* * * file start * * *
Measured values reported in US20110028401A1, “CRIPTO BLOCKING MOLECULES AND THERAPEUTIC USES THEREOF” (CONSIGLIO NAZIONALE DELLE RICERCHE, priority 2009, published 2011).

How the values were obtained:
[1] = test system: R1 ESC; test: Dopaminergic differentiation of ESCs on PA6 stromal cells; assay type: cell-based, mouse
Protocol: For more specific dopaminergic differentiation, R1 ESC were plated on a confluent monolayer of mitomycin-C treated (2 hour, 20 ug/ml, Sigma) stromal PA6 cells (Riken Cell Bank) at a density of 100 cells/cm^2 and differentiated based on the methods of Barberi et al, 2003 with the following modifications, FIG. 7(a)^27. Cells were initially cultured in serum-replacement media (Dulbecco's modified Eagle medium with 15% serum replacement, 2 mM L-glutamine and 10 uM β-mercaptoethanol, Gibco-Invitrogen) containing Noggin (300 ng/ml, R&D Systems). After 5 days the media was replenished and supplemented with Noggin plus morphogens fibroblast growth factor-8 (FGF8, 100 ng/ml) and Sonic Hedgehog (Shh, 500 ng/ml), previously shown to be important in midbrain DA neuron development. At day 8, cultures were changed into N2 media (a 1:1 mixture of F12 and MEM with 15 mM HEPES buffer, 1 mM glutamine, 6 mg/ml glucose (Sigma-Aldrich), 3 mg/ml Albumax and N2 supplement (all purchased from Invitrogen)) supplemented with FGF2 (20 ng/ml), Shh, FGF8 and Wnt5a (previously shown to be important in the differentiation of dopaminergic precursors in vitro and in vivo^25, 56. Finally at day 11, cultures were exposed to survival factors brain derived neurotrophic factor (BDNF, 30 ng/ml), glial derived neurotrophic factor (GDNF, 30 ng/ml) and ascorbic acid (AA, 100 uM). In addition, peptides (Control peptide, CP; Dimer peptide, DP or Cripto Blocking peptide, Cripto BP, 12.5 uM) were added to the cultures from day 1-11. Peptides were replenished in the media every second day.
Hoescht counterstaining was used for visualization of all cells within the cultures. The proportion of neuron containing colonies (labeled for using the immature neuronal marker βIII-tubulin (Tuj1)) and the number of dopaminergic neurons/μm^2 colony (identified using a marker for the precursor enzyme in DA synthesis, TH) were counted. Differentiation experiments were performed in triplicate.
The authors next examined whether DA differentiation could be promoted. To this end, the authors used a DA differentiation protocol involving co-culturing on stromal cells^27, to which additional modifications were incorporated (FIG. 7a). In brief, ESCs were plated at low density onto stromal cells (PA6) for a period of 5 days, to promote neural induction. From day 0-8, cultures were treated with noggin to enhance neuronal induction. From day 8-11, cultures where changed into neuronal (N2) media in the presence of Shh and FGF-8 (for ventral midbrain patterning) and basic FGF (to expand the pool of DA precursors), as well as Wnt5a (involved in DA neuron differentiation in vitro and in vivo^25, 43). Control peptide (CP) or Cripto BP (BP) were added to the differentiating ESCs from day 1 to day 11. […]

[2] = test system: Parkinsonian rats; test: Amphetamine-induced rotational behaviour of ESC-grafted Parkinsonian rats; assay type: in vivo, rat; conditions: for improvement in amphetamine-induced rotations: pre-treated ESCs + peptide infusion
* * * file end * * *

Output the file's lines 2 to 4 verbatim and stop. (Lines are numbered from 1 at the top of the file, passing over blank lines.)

How the values were obtained:
[1] = test system: R1 ESC; test: Dopaminergic differentiation of ESCs on PA6 stromal cells; assay type: cell-based, mouse
Protocol: For more specific dopaminergic differentiation, R1 ESC were plated on a confluent monolayer of mitomycin-C treated (2 hour, 20 ug/ml, Sigma) stromal PA6 cells (Riken Cell Bank) at a density of 100 cells/cm^2 and differentiated based on the methods of Barberi et al, 2003 with the following modifications, FIG. 7(a)^27. Cells were initially cultured in serum-replacement media (Dulbecco's modified Eagle medium with 15% serum replacement, 2 mM L-glutamine and 10 uM β-mercaptoethanol, Gibco-Invitrogen) containing Noggin (300 ng/ml, R&D Systems). After 5 days the media was replenished and supplemented with Noggin plus morphogens fibroblast growth factor-8 (FGF8, 100 ng/ml) and Sonic Hedgehog (Shh, 500 ng/ml), previously shown to be important in midbrain DA neuron development. At day 8, cultures were changed into N2 media (a 1:1 mixture of F12 and MEM with 15 mM HEPES buffer, 1 mM glutamine, 6 mg/ml glucose (Sigma-Aldrich), 3 mg/ml Albumax and N2 supplement (all purchased from Invitrogen)) supplemented with FGF2 (20 ng/ml), Shh, FGF8 and Wnt5a (previously shown to be important in the differentiation of dopaminergic precursors in vitro and in vivo^25, 56. Finally at day 11, cultures were exposed to survival factors brain derived neurotrophic factor (BDNF, 30 ng/ml), glial derived neurotrophic factor (GDNF, 30 ng/ml) and ascorbic acid (AA, 100 uM). In addition, peptides (Control peptide, CP; Dimer peptide, DP or Cripto Blocking peptide, Cripto BP, 12.5 uM) were added to the cultures from day 1-11. Peptides were replenished in the media every second day.